The prospect of Greece's potential default to the International Monetary Fund and European Union lenders and de facto exit from the EU single currency looms larger day by day. The next week—until the June 30 repayment due date to the IMF—will be filled with high stakes political brinkmanship on all sides. The IMF has raised the stakes by clarifying that there is no grace period beyond the June 30 deadline. If default were to take place, the expectation is that the European Central Bank will cut off emergency liquidity support to the Greek banking system and that the Greek authorities will have little choice but to impose extensive capital and exchange controls to stem the capital flight that would be expected otherwise to ensue. Already €4 billion were reported to have been drawn from the Greece banking system last week.

The financial markets appear less jittery this time round about the prospect of a Greece exit from the EU single currency system (Grexit). They have had a few years to manage the financial risks and emotional anxieties of contagion. However, significant legal and financial consequences, such as from counterparty defaults, bankruptcies and potential triggering of credit default swaps need to be analyzed.

This note focuses on a legal consequence that arises from provisions of the IMF's Articles of Agreement, which is an international treaty binding in each of the IMF's 188 member countries. A default by Greece on the €1.6 billion due to the IMF on June 30 would not be a default under a loan contract. The IMF in this context does not provide financing through contractual loans. Rather, it would be a direct breach of Greece's international law obligations under the IMF's Articles, which require Greece to make timely repayments to the IMF (technically, timely "repurchases"). While even in default of these financial obligations to the IMF, Greece would remain a member of the IMF—although the ultimate sanction for an IMF member country in persistent breach of obligations under the Articles is a compulsory withdrawal from the IMF. Accordingly, a Grexit from the EU single currency system would not imply an exit of Greece from the IMF.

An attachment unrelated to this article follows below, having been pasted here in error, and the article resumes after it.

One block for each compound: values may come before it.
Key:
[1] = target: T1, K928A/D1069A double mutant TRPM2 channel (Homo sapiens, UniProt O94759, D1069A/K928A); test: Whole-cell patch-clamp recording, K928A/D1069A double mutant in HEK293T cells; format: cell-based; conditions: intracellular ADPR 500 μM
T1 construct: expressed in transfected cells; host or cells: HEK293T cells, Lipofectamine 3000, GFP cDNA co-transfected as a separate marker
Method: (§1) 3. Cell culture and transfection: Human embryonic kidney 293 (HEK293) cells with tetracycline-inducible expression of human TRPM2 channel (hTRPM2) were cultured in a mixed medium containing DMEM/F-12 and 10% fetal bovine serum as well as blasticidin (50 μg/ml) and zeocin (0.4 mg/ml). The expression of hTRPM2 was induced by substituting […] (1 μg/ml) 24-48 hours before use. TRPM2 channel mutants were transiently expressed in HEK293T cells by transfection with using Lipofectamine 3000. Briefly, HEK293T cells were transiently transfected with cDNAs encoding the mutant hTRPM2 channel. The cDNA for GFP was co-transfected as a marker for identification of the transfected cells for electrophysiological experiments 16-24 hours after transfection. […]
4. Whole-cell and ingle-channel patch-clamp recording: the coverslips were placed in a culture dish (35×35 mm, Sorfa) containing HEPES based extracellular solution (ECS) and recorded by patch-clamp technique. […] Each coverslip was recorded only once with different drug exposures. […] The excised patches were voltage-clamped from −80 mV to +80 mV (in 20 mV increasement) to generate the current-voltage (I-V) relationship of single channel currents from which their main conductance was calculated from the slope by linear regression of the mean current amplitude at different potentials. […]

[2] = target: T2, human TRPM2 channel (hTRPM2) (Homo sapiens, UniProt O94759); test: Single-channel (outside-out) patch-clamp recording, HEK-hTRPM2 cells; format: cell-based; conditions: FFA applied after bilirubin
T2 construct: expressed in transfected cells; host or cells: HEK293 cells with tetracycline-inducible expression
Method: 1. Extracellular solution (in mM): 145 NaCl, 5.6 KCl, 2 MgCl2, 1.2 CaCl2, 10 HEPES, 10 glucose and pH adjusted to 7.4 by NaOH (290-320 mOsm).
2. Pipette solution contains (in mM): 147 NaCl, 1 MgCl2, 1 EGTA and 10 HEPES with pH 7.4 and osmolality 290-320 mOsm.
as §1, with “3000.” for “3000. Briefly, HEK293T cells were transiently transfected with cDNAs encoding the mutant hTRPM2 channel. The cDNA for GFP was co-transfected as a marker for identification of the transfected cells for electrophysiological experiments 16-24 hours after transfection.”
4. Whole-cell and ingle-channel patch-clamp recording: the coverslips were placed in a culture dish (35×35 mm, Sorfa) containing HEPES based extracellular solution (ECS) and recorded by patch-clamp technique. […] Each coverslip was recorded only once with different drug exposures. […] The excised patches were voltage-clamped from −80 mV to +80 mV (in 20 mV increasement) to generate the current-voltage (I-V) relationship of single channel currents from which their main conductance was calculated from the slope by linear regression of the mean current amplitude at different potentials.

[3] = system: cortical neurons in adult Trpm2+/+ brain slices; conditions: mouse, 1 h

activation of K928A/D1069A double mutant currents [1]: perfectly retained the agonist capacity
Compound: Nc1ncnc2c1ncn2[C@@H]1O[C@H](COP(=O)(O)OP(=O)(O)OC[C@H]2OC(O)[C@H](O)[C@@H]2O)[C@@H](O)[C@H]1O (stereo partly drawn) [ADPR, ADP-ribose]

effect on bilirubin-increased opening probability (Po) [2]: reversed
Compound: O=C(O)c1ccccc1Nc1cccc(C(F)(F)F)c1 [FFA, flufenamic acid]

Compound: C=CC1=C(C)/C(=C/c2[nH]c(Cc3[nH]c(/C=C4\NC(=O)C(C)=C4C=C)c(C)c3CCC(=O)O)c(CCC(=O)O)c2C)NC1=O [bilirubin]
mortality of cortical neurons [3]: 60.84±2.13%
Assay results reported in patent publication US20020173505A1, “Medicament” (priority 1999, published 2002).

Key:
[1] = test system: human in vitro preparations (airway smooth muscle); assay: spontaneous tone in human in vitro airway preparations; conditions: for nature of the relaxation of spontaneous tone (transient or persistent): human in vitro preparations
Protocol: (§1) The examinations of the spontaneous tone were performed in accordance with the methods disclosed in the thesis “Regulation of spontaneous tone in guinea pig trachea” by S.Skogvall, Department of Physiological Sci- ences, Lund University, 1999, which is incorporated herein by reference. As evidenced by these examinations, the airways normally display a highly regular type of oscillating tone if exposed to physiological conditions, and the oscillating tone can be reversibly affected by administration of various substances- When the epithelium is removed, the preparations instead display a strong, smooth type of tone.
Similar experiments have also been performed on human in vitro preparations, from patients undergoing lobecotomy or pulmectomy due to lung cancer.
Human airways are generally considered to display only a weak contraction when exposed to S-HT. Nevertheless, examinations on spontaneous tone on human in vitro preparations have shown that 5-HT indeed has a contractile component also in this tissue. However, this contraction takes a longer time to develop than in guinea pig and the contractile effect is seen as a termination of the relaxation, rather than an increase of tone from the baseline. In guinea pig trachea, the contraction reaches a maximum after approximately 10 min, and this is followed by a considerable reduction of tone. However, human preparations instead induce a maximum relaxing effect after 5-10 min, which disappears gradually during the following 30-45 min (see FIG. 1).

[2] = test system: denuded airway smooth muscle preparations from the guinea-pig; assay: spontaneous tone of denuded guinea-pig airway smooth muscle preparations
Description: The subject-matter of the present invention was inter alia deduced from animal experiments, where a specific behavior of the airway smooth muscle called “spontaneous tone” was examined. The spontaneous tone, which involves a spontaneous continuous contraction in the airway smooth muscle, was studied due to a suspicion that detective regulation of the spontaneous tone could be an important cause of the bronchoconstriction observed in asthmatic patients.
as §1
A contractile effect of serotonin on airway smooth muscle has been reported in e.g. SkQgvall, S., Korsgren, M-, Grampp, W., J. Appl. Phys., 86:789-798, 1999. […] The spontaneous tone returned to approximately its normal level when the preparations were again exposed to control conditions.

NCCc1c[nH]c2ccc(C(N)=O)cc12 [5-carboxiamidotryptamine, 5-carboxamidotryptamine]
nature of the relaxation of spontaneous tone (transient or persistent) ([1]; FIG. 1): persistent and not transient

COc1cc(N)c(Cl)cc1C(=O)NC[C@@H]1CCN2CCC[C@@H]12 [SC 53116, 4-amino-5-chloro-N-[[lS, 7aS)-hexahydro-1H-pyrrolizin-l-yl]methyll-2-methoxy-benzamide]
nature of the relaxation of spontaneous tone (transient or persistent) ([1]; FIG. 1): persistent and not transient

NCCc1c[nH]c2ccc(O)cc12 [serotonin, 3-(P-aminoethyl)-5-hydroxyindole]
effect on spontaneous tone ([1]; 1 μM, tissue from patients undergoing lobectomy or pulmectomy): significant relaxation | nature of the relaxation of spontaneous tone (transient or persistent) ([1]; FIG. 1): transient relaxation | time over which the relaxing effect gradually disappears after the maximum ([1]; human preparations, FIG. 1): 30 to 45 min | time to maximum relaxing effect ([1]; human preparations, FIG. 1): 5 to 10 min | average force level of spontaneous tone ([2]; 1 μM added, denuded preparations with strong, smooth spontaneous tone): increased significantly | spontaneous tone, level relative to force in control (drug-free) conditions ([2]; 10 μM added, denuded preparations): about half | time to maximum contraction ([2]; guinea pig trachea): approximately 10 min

This latter point is important as there are other provisions of the IMF's Articles which would continue to be material to Greece and third-parties across the global financial system. Some of these provisions are in the area of exchange and capital controls and they are often misunderstood by the financial markets. They warrant very careful attention both in the run-up to potential default and thereafter.

A basic summary of these complex provisions are as follows:

  • Article VIII, Section 2(b) of the IMF Articles of Agreement provides that: "Exchange contracts which involve the currency of any member and which are contrary to the exchange control regulations of that member maintained or imposed consistently with this Agreement shall be unenforceable in the territories of any member." In this respect, the IMF's Articles give some extraterritorial effect to such exchange control regulations across all of the 188 IMF member countries, where, inter alia, the controls are imposed consistently with the IMF's Articles. Note: the legal consequence of unenforceability means that a court cannot enjoin or award damages for nonperformance of the offending contract provision, but it does not imply that the contract provision is legally void—this distinction can be material particularly for third parties to the contract.
  • The analysis of whether an exchange control regulation is consistent with the IMF's Articles depends, in part, on whether the control affects international payments for current transactions (which are defined broadly to include "payments due in connection with foreign trade," "normal short term banking and credit facilities," and "interest due on loans"); or whether the control affects international capital transfers.
  • With regard to the first category, the IMF Articles generally prohibit restrictions on payments for international currency transactions, absent IMF approval. IMF policy sets out the grounds for approval by the IMF Board—generally, where the restrictions are non-discriminatory, temporary and imposed for balance of payments reasons. Upon IMF approval, a restriction on international currency transactions becomes consistent with the IMF's Articles and the extraterritorial unenforecabilty pursuant to  Article VIII, Section 2(b) would come into play.
  • In contrast, with regard to the second category of international capital transfers, the IMF's Articles generally authorize member countries to "exercise such controls that are necessary to regulate international capital movements." Accordingly, to the extent imposition of controls by Greece restricted capital transfers, they would be consistent with the IMF's Articles and no issue of IMF approval would arise in order for contract provisions inconsistent with those controls to be rendered internationally unenforceable. This is a key distinction that is often missed in legal advice provided to financial institutions and other counterparties that could be affected by the imposition of extensive controls by Greece.

The application of Article VIII, Section 2(b) is complex and has given rise to competing interpretations in courts within major financial jurisdictions, such as New York, England and Germany. A ramification for financial institutions and their counterparties is that they may need to seek legal advice in multiple jurisdictions in which their major payments are to occur.

You can hold your breath as the drama of a potential Grexit unfolds over the next week or make sure that you have the appropriate legal advice in order to manage exposures.

The content of this article is intended to provide a general guide to the subject matter. Specialist advice should be sought about your specific circumstances.